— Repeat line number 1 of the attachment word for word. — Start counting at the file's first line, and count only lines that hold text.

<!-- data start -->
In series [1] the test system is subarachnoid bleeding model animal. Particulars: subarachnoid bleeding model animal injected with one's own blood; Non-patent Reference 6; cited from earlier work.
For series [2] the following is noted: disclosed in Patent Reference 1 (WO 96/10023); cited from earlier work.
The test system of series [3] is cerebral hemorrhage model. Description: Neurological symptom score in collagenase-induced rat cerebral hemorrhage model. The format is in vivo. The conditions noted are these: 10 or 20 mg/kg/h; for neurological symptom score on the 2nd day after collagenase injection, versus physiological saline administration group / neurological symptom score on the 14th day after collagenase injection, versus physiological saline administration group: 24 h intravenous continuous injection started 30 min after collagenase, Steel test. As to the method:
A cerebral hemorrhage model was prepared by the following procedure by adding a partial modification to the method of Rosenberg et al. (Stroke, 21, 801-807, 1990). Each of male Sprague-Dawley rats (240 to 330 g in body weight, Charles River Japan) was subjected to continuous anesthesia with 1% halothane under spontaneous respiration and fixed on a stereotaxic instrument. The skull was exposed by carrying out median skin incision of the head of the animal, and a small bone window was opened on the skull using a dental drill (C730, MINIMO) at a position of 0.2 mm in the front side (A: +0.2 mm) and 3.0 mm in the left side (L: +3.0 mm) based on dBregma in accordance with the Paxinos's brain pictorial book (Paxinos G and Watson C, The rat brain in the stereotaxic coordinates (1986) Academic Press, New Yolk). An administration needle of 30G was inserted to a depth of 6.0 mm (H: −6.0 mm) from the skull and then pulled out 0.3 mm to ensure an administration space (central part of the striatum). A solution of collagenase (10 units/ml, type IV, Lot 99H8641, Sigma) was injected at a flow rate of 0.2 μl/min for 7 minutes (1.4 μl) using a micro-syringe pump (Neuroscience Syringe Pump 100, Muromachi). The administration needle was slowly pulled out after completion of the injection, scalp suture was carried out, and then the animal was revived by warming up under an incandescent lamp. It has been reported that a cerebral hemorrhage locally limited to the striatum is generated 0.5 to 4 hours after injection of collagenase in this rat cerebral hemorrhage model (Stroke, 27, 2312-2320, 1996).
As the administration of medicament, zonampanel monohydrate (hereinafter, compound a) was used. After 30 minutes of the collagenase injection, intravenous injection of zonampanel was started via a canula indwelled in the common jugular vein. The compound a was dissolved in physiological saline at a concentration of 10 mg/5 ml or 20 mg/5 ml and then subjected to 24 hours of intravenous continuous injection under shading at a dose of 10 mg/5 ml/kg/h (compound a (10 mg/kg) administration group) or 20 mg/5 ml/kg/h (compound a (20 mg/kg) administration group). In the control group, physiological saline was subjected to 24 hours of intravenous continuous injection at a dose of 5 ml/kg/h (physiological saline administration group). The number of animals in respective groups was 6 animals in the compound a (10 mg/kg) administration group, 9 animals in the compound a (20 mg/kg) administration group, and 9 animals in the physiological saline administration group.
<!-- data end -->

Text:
In series [1] the test system is subarachnoid bleeding model animal. Particulars: subarachnoid bleeding model animal injected with one's own blood; Non-patent Reference 6; cited from earlier work.